Engaging the Public in Taxing Situations


Woody Hayes, legendary football coach at Ohio State University, once related that he found passing the football difficult to do because three things can happen when a team passes, and two of them are bad.

In many respects, the East Muskingum, Ohio, school district, where I formerly served as superintendent, faced a similar situation, financial in nature, in 1993 and again in 1998 with my successor. Both times, several solutions existed, but the options tended to be more negative than positive. However, both crises were resolved positively, even though different superintendents were providing the leadership.

The common ingredients were these: public engagement, a board of education willing to share its power and a carefully executed tax campaign.

Complicating Factors
The fiscal crisis in 1993 was complicated by our need for not only operating dollars but also facility monies to enlarge our crowded high school. For several years, our K-8 enrollment had grown steadily, and we accommodated the burgeoning enrollment through substantial renovation and additions to the buildings. However, the increased student body was scheduled to enter high school in fall 1994, and the building's space was woefully inadequate.

As enrollment grew, so accordingly did personnel needs, instructional supplies and equipment needs. The operating requirements also were affected by the recommendations of the long-range planning team to make us a better school system. Of course, many recommendations carried financial implications.

The immediate questions facing our board members as they considered the need for increased operating and facility dollars were: (1) What are we going to do? and (2) How are we going to do it? A tax referendum was a distinct possibility. Because our board believed in engaging the community in important deliberations, board members opted to give stakeholders the opportunity to understand the situation and offer suggestions before making a decision.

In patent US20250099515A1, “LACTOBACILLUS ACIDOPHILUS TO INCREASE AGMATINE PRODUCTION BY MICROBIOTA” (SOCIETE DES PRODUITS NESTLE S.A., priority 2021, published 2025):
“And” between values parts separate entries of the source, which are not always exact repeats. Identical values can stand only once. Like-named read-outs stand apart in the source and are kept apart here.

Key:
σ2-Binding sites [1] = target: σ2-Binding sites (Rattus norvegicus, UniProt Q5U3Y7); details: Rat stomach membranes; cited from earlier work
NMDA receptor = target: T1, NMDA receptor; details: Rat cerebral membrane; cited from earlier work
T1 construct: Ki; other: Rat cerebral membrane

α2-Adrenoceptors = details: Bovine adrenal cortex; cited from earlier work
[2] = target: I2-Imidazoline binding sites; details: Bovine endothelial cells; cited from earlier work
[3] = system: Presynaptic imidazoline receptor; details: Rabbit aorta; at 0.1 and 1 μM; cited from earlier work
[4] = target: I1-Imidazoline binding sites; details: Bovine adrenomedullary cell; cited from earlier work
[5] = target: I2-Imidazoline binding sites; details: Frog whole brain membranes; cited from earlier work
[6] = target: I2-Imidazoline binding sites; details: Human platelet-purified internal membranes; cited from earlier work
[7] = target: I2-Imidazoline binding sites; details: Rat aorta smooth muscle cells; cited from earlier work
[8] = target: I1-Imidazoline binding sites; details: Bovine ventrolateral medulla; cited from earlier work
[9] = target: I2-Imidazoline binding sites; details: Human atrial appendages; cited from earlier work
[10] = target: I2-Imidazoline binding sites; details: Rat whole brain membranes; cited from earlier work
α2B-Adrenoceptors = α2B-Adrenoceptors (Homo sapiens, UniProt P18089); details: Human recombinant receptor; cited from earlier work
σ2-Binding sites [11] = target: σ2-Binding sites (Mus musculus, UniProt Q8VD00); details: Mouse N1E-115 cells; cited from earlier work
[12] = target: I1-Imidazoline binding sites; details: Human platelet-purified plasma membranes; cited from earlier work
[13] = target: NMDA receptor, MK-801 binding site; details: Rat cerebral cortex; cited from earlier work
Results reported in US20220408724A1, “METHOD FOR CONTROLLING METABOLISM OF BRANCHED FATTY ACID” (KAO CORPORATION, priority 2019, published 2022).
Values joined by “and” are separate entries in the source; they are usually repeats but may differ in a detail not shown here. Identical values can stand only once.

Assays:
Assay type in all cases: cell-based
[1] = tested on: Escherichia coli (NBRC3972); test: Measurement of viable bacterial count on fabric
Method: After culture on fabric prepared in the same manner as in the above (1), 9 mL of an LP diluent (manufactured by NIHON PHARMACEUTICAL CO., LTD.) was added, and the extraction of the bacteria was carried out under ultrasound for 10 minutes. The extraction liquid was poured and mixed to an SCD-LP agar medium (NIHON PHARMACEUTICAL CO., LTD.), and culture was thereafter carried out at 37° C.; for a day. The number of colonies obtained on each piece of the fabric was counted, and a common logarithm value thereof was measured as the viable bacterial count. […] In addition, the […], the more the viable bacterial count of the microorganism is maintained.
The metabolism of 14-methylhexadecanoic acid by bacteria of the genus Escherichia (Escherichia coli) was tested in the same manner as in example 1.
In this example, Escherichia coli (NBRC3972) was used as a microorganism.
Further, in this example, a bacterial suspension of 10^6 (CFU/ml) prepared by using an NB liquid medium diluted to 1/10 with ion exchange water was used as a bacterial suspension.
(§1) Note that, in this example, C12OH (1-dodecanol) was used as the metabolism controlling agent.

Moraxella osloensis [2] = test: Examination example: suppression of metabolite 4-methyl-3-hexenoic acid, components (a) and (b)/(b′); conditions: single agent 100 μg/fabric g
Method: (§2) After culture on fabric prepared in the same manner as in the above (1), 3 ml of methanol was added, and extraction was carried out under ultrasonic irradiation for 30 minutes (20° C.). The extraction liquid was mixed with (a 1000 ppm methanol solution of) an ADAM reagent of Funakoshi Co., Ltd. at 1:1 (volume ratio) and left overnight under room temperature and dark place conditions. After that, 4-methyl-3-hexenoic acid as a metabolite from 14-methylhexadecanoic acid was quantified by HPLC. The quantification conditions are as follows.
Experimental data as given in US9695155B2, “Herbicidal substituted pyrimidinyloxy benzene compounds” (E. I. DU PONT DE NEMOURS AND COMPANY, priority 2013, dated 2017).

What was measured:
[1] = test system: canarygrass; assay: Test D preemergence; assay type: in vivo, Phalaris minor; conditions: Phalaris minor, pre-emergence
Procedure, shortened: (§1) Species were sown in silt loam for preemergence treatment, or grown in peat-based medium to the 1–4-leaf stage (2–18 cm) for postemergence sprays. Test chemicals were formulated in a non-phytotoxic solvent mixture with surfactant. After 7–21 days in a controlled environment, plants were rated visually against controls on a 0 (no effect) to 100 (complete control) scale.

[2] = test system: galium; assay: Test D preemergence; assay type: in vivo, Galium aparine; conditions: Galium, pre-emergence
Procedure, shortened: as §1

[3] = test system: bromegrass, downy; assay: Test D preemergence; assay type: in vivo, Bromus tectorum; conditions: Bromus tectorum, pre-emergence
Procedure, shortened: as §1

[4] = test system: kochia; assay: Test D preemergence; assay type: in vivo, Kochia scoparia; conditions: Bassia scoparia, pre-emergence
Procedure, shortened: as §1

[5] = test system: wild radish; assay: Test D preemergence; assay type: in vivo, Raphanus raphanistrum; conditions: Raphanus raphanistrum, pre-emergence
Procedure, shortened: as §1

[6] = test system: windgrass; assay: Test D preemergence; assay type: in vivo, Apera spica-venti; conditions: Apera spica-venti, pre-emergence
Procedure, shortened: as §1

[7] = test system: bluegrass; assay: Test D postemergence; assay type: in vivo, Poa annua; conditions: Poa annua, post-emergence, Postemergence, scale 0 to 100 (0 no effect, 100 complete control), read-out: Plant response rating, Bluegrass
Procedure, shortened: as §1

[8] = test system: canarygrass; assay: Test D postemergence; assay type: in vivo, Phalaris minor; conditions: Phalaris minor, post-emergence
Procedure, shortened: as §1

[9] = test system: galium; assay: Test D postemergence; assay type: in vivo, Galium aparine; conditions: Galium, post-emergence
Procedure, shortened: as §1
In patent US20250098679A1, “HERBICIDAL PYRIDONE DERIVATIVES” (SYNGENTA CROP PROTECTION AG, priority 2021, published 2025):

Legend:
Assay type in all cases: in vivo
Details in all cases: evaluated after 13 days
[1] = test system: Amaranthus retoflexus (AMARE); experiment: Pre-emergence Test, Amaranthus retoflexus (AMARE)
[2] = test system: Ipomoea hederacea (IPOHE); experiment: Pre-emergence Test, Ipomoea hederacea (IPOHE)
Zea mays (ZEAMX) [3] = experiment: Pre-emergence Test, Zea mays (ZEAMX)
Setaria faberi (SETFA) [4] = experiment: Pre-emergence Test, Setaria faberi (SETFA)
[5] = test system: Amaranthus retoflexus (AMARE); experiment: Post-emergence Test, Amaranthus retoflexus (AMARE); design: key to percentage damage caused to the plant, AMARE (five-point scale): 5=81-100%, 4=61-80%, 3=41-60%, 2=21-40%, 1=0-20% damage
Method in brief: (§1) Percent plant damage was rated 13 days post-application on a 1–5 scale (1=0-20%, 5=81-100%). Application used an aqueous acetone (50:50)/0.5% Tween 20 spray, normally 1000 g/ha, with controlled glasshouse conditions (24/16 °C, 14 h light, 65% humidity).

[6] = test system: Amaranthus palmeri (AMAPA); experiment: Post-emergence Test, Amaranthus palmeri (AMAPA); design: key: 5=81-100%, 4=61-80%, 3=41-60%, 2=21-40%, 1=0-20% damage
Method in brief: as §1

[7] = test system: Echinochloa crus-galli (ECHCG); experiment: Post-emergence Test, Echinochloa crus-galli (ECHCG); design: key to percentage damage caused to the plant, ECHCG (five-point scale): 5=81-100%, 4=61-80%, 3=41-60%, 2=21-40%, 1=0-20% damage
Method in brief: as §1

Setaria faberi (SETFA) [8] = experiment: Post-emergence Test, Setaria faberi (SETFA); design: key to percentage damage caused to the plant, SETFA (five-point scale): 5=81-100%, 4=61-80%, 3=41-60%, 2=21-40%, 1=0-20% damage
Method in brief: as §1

With that philosophy in mind, the administrative team and I prepared for a meeting of nearly 160 people from a cross-section of the community to help the board decide how to resolve the financial crisis. Invited were officers of PTAs, academic boosters and athletic sponsors; certified and classified representatives from each building; members of board-appointed advisory groups; former planning team members; former board members; and opinion leaders whose influence would be needed.

Informed Deliberations
On a snowy Saturday morning in January 1993, nearly 120 of the invitees crowded into our high school's cramped cafeteria to illustrate how difficult it was for a similar number of students to eat at lunchtime. As they registered for the meeting, participants browsed through a visual history of the district since its 1958 consolidation. Old newspaper articles, fliers about past successes and photographs were displayed prominently to remind people of past highlights and the pride felt by so many in the district.

A similar community meeting in 1998 was held in the new cafeteria--a tangible reminder of the successful referendum five years earlier.

The agenda on both occasions consisted of a time for information sharing and a time for group decision making. After a welcome by the board president, the superintendent's 30-minute presentation laid the groundwork for understanding. The information was presented in a simple question-and-answer format using charts and graphs. Four basic questions were addressed: Where do we get our money? How do we spend our money? How do our resources and expenses compare to other districts? Why do we need more funds?

An architect shared ideas about how the high school might be expanded and projected potential costs. In addition, a school finance expert answered questions on the available tax options.